reel to real : race, sex, and class at the movies.
(Routledge, 1996)

By bell hooks

For individual traditional black film critics and many of us "new kids on the block" it was difficult to face that in some rare moments there were more progressive representations of blackness in the work of exceptional visionary white filmmakers (cultural workeers like John Sayles and Jim Jarmusch) than in the work of individual conservative black filmmakers. Their representations of blackness, along with others, were the positive interventions providing concrete interrogative evidence that it was not so much the color of the person who made the images that was crucial but the perspective, the standpoint, the politics. (p.7)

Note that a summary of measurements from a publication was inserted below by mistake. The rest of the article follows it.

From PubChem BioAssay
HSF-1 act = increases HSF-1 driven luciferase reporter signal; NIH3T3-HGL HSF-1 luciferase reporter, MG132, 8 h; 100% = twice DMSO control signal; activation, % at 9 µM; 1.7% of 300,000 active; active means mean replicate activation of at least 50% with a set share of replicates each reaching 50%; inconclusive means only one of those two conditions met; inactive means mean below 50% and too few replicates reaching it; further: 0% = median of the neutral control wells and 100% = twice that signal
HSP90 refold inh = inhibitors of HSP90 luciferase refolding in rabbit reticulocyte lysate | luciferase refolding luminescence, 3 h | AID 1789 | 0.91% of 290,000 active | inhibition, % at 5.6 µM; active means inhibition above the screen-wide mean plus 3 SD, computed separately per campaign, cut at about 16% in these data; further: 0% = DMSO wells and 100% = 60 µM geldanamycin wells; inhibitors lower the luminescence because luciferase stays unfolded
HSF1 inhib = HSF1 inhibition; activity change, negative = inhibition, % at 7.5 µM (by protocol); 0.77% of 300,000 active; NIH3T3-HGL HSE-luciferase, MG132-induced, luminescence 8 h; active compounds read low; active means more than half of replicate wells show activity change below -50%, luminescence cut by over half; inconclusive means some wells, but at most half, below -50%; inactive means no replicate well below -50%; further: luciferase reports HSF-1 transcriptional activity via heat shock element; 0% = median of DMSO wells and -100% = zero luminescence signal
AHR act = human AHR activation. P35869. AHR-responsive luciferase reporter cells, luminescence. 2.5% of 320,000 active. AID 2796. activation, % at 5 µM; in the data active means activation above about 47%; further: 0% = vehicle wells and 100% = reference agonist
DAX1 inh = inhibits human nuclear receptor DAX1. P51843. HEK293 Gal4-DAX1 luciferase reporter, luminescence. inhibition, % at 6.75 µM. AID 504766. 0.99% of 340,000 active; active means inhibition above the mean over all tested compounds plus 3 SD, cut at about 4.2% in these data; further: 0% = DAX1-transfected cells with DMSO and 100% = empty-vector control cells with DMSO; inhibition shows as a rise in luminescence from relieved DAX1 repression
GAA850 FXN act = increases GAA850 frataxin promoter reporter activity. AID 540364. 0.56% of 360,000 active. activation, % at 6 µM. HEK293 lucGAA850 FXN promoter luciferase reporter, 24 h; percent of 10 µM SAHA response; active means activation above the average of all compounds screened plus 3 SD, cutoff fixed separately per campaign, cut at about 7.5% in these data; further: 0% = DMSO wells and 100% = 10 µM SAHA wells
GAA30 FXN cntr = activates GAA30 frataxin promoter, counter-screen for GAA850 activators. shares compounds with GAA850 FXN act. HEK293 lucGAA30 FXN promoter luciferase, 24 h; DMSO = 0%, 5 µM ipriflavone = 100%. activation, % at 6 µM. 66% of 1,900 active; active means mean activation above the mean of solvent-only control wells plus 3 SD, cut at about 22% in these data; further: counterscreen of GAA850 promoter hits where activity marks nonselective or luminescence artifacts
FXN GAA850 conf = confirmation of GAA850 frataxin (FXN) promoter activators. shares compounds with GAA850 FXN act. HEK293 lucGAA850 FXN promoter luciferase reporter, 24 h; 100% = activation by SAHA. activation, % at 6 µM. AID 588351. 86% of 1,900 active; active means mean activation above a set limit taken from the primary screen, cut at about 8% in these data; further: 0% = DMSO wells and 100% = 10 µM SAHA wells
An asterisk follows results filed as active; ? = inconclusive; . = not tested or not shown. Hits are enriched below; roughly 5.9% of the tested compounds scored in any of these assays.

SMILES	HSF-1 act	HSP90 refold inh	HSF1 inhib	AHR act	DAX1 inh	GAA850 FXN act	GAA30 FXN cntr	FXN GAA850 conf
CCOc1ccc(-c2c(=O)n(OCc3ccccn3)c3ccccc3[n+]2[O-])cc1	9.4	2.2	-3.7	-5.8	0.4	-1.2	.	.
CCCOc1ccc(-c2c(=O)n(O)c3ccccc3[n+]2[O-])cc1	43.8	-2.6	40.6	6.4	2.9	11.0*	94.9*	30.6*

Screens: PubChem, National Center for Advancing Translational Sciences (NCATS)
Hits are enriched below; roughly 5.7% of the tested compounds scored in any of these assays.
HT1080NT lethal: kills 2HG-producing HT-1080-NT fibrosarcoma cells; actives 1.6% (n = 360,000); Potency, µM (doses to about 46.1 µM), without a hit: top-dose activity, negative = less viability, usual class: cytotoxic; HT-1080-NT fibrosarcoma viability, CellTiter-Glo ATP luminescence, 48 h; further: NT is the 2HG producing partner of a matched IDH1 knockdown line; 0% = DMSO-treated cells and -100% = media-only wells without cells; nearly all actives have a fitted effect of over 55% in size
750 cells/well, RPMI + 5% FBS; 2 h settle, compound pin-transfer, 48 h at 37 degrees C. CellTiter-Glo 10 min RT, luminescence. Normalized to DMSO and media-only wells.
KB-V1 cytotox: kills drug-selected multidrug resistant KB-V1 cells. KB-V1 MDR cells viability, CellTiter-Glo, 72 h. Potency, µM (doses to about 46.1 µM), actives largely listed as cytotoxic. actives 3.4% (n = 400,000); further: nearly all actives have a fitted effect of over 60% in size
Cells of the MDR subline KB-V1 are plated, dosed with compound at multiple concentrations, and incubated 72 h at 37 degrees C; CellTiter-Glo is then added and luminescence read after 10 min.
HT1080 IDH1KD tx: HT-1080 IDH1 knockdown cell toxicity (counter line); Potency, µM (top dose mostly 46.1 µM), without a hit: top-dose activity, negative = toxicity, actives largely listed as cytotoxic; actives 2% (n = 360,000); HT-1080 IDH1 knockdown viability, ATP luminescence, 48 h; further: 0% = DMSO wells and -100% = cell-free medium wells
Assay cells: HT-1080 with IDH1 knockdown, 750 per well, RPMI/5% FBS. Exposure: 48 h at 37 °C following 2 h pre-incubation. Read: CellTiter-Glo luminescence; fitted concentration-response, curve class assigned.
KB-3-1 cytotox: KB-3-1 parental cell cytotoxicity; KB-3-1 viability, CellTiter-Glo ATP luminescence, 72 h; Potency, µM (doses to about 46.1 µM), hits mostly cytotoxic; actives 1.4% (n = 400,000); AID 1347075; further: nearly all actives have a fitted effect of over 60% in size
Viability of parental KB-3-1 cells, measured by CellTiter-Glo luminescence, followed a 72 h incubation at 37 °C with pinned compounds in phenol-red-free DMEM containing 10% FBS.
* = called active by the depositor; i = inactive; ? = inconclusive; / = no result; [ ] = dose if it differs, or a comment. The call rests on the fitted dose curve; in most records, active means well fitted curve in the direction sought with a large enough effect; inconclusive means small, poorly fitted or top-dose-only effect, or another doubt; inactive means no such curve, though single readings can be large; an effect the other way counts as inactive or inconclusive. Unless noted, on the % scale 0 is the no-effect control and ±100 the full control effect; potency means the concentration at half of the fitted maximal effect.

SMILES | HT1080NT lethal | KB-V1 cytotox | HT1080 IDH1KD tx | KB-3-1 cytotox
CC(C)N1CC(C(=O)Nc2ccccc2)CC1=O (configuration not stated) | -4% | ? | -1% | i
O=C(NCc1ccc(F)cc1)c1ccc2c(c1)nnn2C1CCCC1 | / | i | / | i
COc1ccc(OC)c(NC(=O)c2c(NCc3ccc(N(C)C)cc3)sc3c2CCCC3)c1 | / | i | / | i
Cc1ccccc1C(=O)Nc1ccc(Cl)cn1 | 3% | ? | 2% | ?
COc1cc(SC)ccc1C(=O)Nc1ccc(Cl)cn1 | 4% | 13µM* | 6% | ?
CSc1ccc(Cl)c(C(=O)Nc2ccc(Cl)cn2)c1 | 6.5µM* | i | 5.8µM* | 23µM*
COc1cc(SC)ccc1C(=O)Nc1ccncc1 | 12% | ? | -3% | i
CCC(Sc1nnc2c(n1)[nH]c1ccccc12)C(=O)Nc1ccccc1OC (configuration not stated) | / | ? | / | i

There are so few images of blackness that attempt in any way to be subversive that when I see one like this one [Woody Allen's The Purple Rose of Cairo], I imagine all the myriad ways conventional representations of black people could be disrupted by experimentation. I am equally moved by that moment in Jim Jarmusch's Mystery Train when the young Japanese couple arrive in the train station in Memphis only to encounter what appears to be a homeless black man, a drifter, but who turns to them and speaks in Japanese. The interaction takes only a moment, but it deconstructs and expresses so much. It reminds us that appearances are deceiving. It made me think about black men as travelers, about black men who fight in armies around the world. This filmic moment challenges our perceptions of blackness by engaging in a process of defamiliarization (the taking of a familar image and depicting it in such a way that we look at it and see it differently). Way before Tarantiono was drabbling in "cool" images of blackness, Jarmusch had shown in Down by Law and other work that it was possible for a whiteguy filmmaker to do progressive work around race and representation. (p. 99)